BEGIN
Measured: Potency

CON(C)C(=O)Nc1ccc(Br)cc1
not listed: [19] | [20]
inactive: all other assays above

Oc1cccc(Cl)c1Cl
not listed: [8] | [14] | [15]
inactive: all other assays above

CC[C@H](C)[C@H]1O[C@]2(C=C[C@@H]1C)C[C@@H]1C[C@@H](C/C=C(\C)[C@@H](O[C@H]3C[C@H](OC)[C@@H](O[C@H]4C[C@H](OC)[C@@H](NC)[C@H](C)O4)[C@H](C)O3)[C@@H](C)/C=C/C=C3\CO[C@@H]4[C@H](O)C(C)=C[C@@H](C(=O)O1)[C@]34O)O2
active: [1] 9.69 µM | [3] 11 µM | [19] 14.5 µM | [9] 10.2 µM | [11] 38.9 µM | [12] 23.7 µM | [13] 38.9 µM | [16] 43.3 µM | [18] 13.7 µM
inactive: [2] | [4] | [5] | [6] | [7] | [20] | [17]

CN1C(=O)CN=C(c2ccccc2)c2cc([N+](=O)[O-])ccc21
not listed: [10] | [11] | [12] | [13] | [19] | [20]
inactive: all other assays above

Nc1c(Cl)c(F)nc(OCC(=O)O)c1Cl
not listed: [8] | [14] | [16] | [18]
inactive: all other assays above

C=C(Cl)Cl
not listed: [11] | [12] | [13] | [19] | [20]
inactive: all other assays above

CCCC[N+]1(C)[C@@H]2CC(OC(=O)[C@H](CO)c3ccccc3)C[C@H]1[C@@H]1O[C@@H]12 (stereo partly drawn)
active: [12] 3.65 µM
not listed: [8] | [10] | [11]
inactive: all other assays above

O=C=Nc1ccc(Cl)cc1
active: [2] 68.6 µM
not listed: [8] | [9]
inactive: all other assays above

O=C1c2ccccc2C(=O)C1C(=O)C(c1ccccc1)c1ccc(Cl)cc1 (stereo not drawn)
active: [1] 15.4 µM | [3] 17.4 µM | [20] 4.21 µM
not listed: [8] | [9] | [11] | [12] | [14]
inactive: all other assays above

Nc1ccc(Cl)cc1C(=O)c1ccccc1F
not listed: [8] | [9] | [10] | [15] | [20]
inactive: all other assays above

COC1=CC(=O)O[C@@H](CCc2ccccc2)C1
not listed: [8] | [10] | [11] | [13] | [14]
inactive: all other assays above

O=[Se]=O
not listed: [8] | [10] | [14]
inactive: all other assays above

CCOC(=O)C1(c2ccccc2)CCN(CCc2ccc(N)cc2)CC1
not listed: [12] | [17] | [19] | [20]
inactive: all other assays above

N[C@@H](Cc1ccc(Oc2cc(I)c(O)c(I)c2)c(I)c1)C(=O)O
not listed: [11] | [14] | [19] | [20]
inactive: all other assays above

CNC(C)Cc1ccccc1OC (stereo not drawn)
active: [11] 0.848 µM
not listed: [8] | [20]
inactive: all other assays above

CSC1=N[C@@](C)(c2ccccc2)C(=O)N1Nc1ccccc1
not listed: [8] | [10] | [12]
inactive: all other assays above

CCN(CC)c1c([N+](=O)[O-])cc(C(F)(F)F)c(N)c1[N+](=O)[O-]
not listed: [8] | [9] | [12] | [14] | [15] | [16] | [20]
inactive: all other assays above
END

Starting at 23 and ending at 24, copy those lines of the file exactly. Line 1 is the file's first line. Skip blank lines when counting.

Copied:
inactive: all other assays above

O=C=Nc1ccc(Cl)cc1